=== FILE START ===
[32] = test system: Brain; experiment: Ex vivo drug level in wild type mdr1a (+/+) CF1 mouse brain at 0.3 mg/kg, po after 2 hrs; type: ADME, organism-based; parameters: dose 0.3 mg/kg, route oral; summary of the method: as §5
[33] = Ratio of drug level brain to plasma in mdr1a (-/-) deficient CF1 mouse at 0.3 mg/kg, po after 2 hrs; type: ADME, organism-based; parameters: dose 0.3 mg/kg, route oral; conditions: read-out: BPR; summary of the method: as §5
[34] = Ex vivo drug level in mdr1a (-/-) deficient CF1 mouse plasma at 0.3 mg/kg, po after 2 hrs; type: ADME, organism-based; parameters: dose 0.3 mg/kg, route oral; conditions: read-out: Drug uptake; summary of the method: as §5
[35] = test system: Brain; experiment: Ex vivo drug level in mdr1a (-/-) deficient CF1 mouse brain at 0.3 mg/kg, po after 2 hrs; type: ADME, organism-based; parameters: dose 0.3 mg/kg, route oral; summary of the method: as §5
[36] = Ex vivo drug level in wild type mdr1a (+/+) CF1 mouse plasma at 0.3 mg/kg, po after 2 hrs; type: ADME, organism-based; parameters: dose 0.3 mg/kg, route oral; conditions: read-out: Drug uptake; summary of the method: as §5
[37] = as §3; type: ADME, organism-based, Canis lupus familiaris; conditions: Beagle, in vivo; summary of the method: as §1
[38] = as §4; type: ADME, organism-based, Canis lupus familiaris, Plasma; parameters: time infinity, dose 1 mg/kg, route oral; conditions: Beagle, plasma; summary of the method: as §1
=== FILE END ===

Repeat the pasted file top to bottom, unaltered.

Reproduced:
[32] = test system: Brain; experiment: Ex vivo drug level in wild type mdr1a (+/+) CF1 mouse brain at 0.3 mg/kg, po after 2 hrs; type: ADME, organism-based; parameters: dose 0.3 mg/kg, route oral; summary of the method: as §5
[33] = Ratio of drug level brain to plasma in mdr1a (-/-) deficient CF1 mouse at 0.3 mg/kg, po after 2 hrs; type: ADME, organism-based; parameters: dose 0.3 mg/kg, route oral; conditions: read-out: BPR; summary of the method: as §5
[34] = Ex vivo drug level in mdr1a (-/-) deficient CF1 mouse plasma at 0.3 mg/kg, po after 2 hrs; type: ADME, organism-based; parameters: dose 0.3 mg/kg, route oral; conditions: read-out: Drug uptake; summary of the method: as §5
[35] = test system: Brain; experiment: Ex vivo drug level in mdr1a (-/-) deficient CF1 mouse brain at 0.3 mg/kg, po after 2 hrs; type: ADME, organism-based; parameters: dose 0.3 mg/kg, route oral; summary of the method: as §5
[36] = Ex vivo drug level in wild type mdr1a (+/+) CF1 mouse plasma at 0.3 mg/kg, po after 2 hrs; type: ADME, organism-based; parameters: dose 0.3 mg/kg, route oral; conditions: read-out: Drug uptake; summary of the method: as §5
[37] = as §3; type: ADME, organism-based, Canis lupus familiaris; conditions: Beagle, in vivo; summary of the method: as §1
[38] = as §4; type: ADME, organism-based, Canis lupus familiaris, Plasma; parameters: time infinity, dose 1 mg/kg, route oral; conditions: Beagle, plasma; summary of the method: as §1